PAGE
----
(L'Chaim)

"When a man takes a bride...he shall be free (lit.: clean) in his house for one year to rejoice his bride." [24:5]
If you wish to be free and pure in matters of home and marriage, the key is the pattern you establish in the pivotal first year.
(Sichat HaShavuah # 192)

"And it will be if the wicked man deserves to be beaten...he may be given forty stripes, but not more; lest, if he is beaten with many more stripes, then your brother will be dishonored in your eyes." (Deut. 25:2,3)
These verses discuss a person who has done a sin whose punishment is lashes. Since this person has sinned, he is called a "wicked man." However, as soon as he has been punished, he is once again called "your brother."
(Rashi)

"Remember what Amalek did to you." (25:17)
Why does the Torah use the singular form of the word "you" instead of the plural? The early Chasidim explained: Amalek, or the Evil Inclination, gains a stronghold only in an individual who is stand-offish and reclusive from the rest of the Jewish People. He who considers himself part of the larger whole and stands in unity with his brethren cannot be harmed by Amalek.
(Maayanei Hachasidut)

 

 

"If you see your brother's ox or sheep going astray, you must not ignore them. Return them to your brother." (Deut. 22:1)
It is a mitzva to return something you found to the person who lost it. G- d gave us this commandment so that we would accustom ourselves to help others through kindness and good deeds. By virtue of this mitzva, G-d will resurrect the dead in the times of Moshiach. G-d repays in kind: He will "return" the souls to the bodies.
(Tzena U'rena) (from L'chaim #834)

"When you go out to battle against your enemies." (Deut. 21:10).
It is possible that the task of refining the world will require actual conflict, that Mashiach must "fill the world with justice" by "destroying the power of the wicked and waging the wars of G-d."
This, however, is merely a temporary stage.
Ultimately, Mashiach will "vanquish all the nations surrounding him... and perfect the entire world, [motivating all the nations] to serve G-d together," initiating the era when "there will be neither famine nor war, neither envy nor competition... the occupation of the entire world will be solely to know G-d."
(From http://www.sichosinenglish.com)

"When you go forth to war against your enemies, and the L-rd your G-d will deliver him into your hand, and you have taken them captive" (Deut. 21:10)
These words refer to the descent of the soul, "a veritable part of G-d Above," into the physical world. Its mission, enclothed within a physical body, is to wage war and conquer the material world by infusing it with holiness, learning Torah and observing its commandments. This conflict will reach its successful conclusion with the coming of Moshiach, when G-dliness will reign triumphant.
(Peninei Hageula - Reprinted with permission from L'Chaim Magazine (www.lchaim.org).]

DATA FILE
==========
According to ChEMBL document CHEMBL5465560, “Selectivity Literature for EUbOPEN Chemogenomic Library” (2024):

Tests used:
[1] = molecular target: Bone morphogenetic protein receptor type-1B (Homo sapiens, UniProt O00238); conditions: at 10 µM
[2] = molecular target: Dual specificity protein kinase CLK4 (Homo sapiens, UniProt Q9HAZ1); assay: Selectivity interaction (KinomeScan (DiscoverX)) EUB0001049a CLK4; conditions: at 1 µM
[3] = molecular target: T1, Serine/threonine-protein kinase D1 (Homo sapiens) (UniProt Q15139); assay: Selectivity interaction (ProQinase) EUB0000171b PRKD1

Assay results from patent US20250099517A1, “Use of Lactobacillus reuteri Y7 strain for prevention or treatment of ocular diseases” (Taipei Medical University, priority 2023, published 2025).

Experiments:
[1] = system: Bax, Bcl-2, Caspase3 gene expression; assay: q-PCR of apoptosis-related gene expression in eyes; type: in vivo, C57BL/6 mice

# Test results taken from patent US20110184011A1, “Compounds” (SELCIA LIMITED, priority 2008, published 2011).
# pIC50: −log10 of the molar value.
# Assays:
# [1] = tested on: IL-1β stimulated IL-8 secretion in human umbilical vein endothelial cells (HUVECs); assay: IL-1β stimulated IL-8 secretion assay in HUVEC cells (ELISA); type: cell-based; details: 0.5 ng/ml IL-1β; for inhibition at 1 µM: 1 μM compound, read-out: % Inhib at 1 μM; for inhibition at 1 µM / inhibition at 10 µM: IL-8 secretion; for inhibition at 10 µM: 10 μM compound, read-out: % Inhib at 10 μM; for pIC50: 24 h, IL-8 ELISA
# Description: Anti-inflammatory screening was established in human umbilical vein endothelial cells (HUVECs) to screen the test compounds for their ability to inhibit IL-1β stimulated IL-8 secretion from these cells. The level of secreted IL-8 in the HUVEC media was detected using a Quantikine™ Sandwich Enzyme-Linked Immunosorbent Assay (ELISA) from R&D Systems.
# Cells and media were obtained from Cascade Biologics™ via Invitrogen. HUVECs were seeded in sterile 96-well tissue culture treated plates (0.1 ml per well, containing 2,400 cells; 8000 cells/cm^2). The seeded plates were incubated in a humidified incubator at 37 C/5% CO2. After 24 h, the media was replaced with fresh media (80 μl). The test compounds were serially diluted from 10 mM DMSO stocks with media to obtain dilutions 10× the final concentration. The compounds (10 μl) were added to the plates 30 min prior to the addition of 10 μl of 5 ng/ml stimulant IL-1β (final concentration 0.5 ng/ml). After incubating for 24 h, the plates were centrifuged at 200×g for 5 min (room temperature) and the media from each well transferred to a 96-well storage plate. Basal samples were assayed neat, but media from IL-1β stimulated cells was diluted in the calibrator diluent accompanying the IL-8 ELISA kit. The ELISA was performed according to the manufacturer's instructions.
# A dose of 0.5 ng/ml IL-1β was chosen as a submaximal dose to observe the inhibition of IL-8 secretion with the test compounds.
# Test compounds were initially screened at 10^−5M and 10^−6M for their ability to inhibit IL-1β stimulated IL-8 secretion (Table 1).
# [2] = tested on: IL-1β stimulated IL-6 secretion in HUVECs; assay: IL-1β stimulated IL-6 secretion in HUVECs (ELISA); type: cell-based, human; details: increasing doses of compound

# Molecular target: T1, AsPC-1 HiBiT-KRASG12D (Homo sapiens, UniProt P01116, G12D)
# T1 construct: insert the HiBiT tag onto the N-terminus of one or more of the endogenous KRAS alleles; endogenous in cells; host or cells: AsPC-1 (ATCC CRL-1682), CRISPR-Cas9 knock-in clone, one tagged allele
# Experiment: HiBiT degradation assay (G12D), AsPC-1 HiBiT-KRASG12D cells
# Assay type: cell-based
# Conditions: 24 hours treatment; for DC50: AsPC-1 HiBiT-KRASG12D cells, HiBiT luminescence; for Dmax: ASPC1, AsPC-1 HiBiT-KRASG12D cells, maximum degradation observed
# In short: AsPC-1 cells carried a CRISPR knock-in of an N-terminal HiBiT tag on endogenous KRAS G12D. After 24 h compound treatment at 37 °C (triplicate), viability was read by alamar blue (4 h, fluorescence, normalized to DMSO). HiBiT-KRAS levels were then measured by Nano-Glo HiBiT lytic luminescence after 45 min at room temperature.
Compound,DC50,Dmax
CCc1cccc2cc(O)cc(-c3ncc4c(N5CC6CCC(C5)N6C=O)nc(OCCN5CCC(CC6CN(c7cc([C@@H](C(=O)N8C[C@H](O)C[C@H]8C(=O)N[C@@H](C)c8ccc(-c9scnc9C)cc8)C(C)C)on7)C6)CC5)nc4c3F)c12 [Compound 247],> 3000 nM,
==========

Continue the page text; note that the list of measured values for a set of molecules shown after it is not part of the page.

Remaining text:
"G-d, your G-d, would not listen to Bilam, but…transformed the curse into a blessing for you, because G-D, your G-d, loves you." (Deut. 23:6)
The essential prophecy of Bilam, the prophet of the nations of the world, deals with the ultimate downfall of the nations and Israel's victory over them (see Balak 24:17ff., and the commentaries there.) Just as Bilam ended up using all of his prophetic power to bless Israel, so, in the future the nations of the world will use their energy to help Israel. Thus it is written: "Kings will be your foster-fathers and their queens your nursing mothers" (Isaiah 49:23). In this verse therefore, there is an allusion to the change from golah (exile) to ge'ulah (redemption), the transformation of the solemn days of fasting and mourning into days of "joy and gladness and cheerful festivals" (Zechariah 8:19).
(From 'Living with Moshiach' by Rabi J. Immanuel Schochet)

"…He shall write her a document of divorce and place it in her hand, thus releasing her from his household." (Deut. 24:1)
It states in Gemara Shabbos (56a), "He who goes out to the war of the House of David gives a divorce to his wife" (to avoid possible "aguna complications if he should be "missing in action"). 'Wife' can also represent all material matters. The purpose is to create "soldiers of the House of David" who will go out to "the war of the House of David." That is, when speaking about yeshiva students, the students ("the soldiers") will be "candles to illuminate" throughout the entire world - revealing and spreading the inner teachings of Torah, and strengthening the faith in the true and complete Redemption through righteous King Mashiach in the time of "the heels of Mashiach," when there will be those "who Your enemies have disgraced, G-d, that they have disgraced the footsteps of Your Mashiach" (Psalms).
[Rebbe Shalom Ber of Lubavitch - about the founding of Tomchei T'mimim Yeshiva]

In our times, these matters have relevance to every single Jew, and the mission of the war of the House of David applies to them as well.
[Lubavitcher Rebbe]

"…erase any reminder of Amalek from beneath the skies.." 25:19
The eradication of Amalek in the physical sense is not possible today. Some Authorities hold that this mitzvah is binding only upon the Jewish King and that he must enlist the Jewish people to wipe out Amalek's kin. However, today we do not have a Jewish King.
Only when Mashiach comes, at which time Jews will have full power and autonomy and it will be clearly defined who descends from Amalek's kin, Mashiach will then eradicate all aspects of Amalek en toto.
( Adapted from www.sichosinenglish.org)

"For a short moment I have forsaken you,' says G-d to the Jewish nation, "but with great loving-kindness I will gather you in eternally." (Isaiah 45:7 - this week's Haftorah)
When G-d says that He has momentarily "forsaken " us, He means that His providence for us is not readily apparent, for He allows evil to befall us.
Actually, our exile is far longer than 'a short moment." Since the destruction of the Second Beit Hamikdash we have spent almost two thousand years among the nations. Still, at the Redemption our exile will seem as short as a single moment.
(Metzudat David) (Adapted from "The Midrash Says")